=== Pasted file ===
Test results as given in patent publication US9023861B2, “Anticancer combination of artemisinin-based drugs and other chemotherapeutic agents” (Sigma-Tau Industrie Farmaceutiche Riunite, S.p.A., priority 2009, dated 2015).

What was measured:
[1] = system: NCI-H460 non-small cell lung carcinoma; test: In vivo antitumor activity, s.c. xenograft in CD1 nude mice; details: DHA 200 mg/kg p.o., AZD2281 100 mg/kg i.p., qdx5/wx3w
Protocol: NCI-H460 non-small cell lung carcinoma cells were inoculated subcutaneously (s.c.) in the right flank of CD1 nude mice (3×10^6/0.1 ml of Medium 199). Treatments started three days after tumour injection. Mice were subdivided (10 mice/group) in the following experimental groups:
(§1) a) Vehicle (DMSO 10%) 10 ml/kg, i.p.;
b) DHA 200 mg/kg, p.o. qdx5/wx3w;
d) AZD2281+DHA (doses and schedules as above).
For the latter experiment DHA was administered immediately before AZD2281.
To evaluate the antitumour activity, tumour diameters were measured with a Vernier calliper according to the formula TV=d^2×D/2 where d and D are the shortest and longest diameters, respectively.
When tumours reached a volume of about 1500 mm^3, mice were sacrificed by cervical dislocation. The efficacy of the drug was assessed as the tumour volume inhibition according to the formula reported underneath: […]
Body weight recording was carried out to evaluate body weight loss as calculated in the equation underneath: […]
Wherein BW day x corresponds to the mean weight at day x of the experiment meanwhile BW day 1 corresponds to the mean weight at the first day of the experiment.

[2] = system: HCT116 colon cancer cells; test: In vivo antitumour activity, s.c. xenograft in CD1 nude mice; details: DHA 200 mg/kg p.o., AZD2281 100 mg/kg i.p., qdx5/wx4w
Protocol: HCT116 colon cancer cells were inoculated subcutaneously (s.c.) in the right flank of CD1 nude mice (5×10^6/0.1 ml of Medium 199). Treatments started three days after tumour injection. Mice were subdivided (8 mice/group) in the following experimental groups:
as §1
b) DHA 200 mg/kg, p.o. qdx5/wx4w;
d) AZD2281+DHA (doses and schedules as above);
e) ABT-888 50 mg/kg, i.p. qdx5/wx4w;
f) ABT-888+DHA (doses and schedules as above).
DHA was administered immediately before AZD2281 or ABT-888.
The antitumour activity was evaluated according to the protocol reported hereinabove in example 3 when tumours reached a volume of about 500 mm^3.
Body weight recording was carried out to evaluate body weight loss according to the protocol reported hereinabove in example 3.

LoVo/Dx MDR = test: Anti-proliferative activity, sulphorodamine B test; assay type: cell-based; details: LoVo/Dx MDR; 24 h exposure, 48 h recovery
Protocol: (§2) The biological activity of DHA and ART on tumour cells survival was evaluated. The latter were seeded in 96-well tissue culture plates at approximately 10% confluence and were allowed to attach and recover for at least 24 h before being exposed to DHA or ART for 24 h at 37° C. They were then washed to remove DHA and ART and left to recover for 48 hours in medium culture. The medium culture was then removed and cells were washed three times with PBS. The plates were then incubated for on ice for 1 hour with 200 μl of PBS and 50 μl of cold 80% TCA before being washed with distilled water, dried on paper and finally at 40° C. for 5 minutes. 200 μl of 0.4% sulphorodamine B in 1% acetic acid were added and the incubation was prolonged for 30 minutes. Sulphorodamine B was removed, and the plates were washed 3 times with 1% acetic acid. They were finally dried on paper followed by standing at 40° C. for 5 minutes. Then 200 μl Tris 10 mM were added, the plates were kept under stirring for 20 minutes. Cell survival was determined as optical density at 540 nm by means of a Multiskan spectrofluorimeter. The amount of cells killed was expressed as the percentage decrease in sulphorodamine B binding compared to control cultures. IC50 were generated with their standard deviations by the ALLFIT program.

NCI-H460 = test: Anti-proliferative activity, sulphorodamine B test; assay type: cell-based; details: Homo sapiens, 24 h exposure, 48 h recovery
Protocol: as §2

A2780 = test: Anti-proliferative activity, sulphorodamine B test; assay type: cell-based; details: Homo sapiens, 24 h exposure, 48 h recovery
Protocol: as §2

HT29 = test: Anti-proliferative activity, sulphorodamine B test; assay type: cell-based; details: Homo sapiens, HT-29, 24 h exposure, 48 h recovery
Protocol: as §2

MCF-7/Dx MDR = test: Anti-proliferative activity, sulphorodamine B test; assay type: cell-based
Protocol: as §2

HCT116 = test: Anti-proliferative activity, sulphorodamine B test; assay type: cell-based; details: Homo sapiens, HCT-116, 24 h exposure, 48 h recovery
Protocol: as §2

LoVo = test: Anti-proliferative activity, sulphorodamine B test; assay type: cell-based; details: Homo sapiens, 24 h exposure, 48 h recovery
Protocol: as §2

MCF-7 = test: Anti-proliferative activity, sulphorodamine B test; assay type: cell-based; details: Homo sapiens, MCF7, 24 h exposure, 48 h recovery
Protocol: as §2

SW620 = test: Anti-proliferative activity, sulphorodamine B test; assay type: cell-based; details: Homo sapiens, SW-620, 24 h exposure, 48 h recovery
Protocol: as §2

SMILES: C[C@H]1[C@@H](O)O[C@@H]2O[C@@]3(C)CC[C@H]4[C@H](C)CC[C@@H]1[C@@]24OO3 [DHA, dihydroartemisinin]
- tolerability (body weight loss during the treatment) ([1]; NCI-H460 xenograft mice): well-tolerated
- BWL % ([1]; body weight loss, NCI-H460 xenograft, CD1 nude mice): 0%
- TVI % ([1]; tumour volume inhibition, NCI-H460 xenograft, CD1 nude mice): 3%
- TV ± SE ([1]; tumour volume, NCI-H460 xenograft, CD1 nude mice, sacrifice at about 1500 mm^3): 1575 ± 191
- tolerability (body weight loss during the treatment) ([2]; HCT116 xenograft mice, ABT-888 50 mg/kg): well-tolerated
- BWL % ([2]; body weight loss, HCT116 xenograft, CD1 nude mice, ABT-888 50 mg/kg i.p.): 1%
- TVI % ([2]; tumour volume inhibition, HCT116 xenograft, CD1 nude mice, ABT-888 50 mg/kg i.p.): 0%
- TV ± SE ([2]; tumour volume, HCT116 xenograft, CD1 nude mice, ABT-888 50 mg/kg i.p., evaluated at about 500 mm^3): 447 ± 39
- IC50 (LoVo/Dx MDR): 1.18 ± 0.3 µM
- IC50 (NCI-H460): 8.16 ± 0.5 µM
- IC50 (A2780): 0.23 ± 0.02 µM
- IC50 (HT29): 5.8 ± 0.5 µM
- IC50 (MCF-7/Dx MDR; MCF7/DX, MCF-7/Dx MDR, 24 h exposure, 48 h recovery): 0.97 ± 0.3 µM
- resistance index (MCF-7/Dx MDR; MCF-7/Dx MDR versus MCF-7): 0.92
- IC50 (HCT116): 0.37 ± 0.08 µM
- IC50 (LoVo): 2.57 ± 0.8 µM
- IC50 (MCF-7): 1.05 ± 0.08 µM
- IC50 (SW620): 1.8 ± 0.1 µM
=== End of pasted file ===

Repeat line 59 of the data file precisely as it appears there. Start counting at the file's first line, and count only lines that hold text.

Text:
- IC50 (SW620): 1.8 ± 0.1 µM